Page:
Muhammad Ali gave the promoters of Friday night's title fight a scare yesterday when, without even a round of shadowboxing to warm him up, he began to spar - without the customary headguard.
An accidental butt or sharp punch might have cut an eye and postponed the multimillion-dollar challenge for Leon Spinks' crown.
It was a glum champion who set out to prove he has not lost his skills, in contrast to Monday when he was hit freely by 19-year-old sparring partner Tony Tubbs.
Ali admitted he had given an unimpressive performance when he asked after yesterday's four rounds of boxing against Tubbs, "Wasn't I 100 percent better today than I was Monday'?'
He was not. Maybe 50 percent better but not 100.
"I was tired Monday," Ali said. "I ate breakfast too late and was sluggish."
Ali said he did not use headguard yesterday because "it made me more serious. It made me be sure to slip punches better." Fortunately, although Tubbs once more appeared to have the better of the four rounds, Ali did not take any blows damaging to his eyes, nose or mouth.
He insisted, "I am in better condition for this bout than I was for my bout in Manila with Joe Frazier (the one which critics say marked the beginning of the sharp erosion of his reflexes).
"I trained only two months for my first bout with Spinks. I have trained six months for this one. This time I have desire (the chance to be the first to win the heavyweight title three times).
"My weight is better, I am about 223 (he weighed 224 1/2 for this first bout to Spinks' 197).
"My muscle tone is better."
Once more the impression gleaned at Ali's sparring session was that if he were trying to convince spies from Spink's camp that his reflexes are dull he was close to qualifying as a professional actor.
He did not talk to the audience of several hundred who cheered his entrance, as he did Monday. Ali was all business as he started the first round dancing on his toes and jabbing at Tubbs. Yet Tubbs was able to keep on top of him merely by plodding flat-footed. The former champion did appear to be slightly faster than the day before.
In the second round, Ali began dancing again but soon came down to a stalk, jabbing at Tubb's body. He was outjabbed by the youngster and when he tried an overhand right it seemed to slow. Tubbs popped him with a showy one-two combination to the head and Ali managed a sharp left hook to the jaw.
Tubbs appeared to have the better of a light flurry of punches in the third. In the fourth and final around, Ali worked himself up to a lively exchange of blows to the head and had the better of it as former World Boxing Association champion Jimmy Ellis shouted instruction to Tubbs to work Ali hard and Wally Muhammad urged on the former champion.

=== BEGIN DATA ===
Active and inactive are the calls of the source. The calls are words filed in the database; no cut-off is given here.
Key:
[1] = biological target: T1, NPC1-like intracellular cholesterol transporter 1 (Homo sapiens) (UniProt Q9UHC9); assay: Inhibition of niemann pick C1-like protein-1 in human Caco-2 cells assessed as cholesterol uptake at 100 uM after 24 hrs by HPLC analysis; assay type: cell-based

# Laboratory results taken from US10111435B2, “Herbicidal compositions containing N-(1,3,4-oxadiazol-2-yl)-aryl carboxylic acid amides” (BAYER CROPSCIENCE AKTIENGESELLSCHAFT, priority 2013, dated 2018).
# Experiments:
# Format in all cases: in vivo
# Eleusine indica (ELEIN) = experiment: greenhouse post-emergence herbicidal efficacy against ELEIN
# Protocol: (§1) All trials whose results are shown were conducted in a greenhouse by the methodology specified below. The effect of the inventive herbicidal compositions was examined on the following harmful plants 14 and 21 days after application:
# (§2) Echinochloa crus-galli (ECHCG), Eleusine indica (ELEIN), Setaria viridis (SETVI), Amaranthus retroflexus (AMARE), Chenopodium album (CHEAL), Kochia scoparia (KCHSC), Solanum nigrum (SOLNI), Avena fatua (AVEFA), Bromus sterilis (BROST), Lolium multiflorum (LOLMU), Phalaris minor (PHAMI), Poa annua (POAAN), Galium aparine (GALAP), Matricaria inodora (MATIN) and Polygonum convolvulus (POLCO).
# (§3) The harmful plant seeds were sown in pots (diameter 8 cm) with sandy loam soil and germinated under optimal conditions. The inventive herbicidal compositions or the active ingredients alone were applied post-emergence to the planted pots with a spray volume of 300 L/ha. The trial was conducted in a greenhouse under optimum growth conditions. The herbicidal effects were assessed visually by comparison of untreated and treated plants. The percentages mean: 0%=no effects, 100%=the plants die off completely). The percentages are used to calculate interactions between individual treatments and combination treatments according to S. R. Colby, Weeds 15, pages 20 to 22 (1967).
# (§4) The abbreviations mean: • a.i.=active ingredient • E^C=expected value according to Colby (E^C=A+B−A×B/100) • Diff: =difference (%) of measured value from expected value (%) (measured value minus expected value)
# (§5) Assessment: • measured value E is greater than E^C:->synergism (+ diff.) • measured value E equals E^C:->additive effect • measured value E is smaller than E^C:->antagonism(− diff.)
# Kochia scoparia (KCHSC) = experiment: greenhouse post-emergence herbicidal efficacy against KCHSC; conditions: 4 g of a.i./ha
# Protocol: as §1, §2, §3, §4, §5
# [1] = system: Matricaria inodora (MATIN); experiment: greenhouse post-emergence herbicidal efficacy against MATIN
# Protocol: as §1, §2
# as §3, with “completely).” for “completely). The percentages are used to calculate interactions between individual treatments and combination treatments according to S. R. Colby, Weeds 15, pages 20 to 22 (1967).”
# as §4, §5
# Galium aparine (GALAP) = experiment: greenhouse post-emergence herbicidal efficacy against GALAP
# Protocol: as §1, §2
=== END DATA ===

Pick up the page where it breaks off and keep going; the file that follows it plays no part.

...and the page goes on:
Ali "won" the round but was not at all dominating.
Before the sparring session a member of his entourage favored quite a few members of the media with what Ali said was his response to criticism of Monday's sparring.
"You will see who is great when the small gloves (eight ounces versus the 14-ounces gloves used in training) and no headguard is on, the crowd is big, the pressure is on and all . . . is on the line.
"The real professional comes out and then, damn what has happened in practice. This is where it will count and we will see who wears the crown."
As usual, gossip was rife that Ali is angry with Dr. Ferdy Pacheco, who worked in his corner for years before the first Spinks bout, charging Pacheco, with implying the former champion was "all washed up" because he advised him to retire; Bob Arum of the Top Rank Inc. televsion promotion firm was having problems trying to convince the local "live" promoters that the first few rows of ringside seats should be reserved for the media and ring officials, and that the entourages of both fighters have been complaining because they have been put on vouchers, limiting the amounts the hotel will pay for their expenses as part of the agreement to headquarter here.
There is a story ciruclating that Spinks has told intimates that he does not remember what happened in the 10th round of th first fight, but that Ali did not know he had Spinks out on his feet or just couldn'd deliver a knockout if he did know.
Ali's trategy reportedly called for him to try to make Spinks punch himself out by hiding behind a rope-a-dope defense in the first five or six rounds, then come on strong against Spinks in the eighth, ninth, and 10th.
It worked to a degree, but Ali tried.
Now it is expected he will try to take Spinks out in the early rounds, knowing that at age 36 and aware of Spinks' proven endurance at age 25, he may as well gamble.